Sparkling wines are produced with different methods:
The Traditional Method
Champagne. Cremant. Cava.
The Tank Method
The Asti Method
Asti DOCG. Moscato d’Asti.
PressingThe grapes are pressed to release the juice.
First FermentationThe juice is transformed into wine (sugar is fermented into alcohol).
BlendingDifferent wines are blended to create a perfect combination.
Second FermentationThe blended wines are fermented in bottles sealed with a metal cap.
RiddlingThe bottles are turned very slowly to sink the sediments.
DisgorgementThe top of the bottles are frozen to remove the sediments.
DosageA "dosage" of juice/sugar and spirit is added to the bottle.
This a simplified description of the traditional method.
Making French Champagne is more strictly regulated.
A description about Champagne vinification is found in Level 2.
Pressing separates the liquid (juice) from the solids (skins, seeds, stems).
By gradually increasing the pressure, the juice can be seperated into different qualities.
For Champagne and Crémant these qualities are strictly regulated.
Alcoholic fermentation transforms grape juice into wine
The first fermentation transforms the grape juice into wine. Yeast transforms sugar into alcohol.
Most producers ferment in stainless steel tanks which gives the purest expression of fruit.
Trying to create a perfect combination
The blending takes place in the winter/spring, when winemakers taste different wines from different vineyards (or regions), trying to blend the perfect combination.
Typical varieties to blend are Chardonnay and Pinot Noir.
Vintage wines must be a blend of wines from the same year.
Non-vintage wines can be a blend of wines from different years.
The second fermentation takes place in the bottle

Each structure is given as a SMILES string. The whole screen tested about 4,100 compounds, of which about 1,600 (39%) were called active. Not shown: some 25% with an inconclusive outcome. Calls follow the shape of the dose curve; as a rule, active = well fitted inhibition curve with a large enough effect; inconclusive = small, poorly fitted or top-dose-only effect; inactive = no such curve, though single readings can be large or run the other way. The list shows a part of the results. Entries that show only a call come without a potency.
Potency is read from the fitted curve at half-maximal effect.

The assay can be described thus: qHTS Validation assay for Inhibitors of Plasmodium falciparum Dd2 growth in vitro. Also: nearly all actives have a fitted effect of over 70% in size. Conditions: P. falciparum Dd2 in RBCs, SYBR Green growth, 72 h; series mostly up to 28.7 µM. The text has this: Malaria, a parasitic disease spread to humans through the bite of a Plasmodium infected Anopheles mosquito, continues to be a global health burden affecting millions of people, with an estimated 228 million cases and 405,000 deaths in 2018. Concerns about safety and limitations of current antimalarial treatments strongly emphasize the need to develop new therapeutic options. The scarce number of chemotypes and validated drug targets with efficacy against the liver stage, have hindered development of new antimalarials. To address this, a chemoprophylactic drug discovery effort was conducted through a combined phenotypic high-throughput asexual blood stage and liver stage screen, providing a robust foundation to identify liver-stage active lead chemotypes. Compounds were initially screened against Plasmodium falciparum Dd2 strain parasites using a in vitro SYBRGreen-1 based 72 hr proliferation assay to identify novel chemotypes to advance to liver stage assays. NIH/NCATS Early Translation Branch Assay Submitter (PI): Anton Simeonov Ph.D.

The second fermentation takes place inside the bottle, hermetically sealed with a plastic stopper and a metal cap:
The second fermentation is kick-started by adding a blend of wine, sugar, and yeast.
The fermentation lasts from 6 to 8 weeks, while yeast consumes sugar, creates alcohol, and releases the carbon dioxide that creates the bubbles.
Riddling takes place with the bottles upside down
Riddling involves turning uptilted bottles very slowly to bring the sediments (dead yeast and waste) down to the bottom (to the cap).
Bottles stored on the side are slowly moved to an upside down position, allowing the sediment to slide gradually down to the neck.
Traditionally riddling was done by hand, but today riddling is often automated with a machine (a gyropalette) twisting hundreds of bottles at a time.
Disgorgement is about removing the sediment collected around the cork after riddling
To remove the sediment around the cork, the neck of the bottle is placed in an ice cold solution, rapidly frozen (-25 / -30°C), and then brought upright to remove the cap.
When the cap is removed, the 6 to 8 bars pressure in the bottle ejects the frozen sediment out of the bottle.
Dosage refers to the addition of a "Liqueur d'Expedition" to the top of the bottle to regulate sweetness and profile.
Liqueur d'Expedition is a solution of base wine, sugar and sulfites (preservatives).
To withstand the inside presure of 6 to 8 bars, sparkling wines have thicker bottles.
In addition they are corked with a mushroom shaped cork and a wire cage.
|Pressing||1st Fermentation||Blending||2nd Fermentation|
Champagne is fermented two times. Once in tanks. Once in the bottle.
White wine is fermented WITHOUT the skins. The grapes are pressed BEFORE fermentation.
Red wine is fermented WITH the skins. The grapes are pressed AFTER fermentation.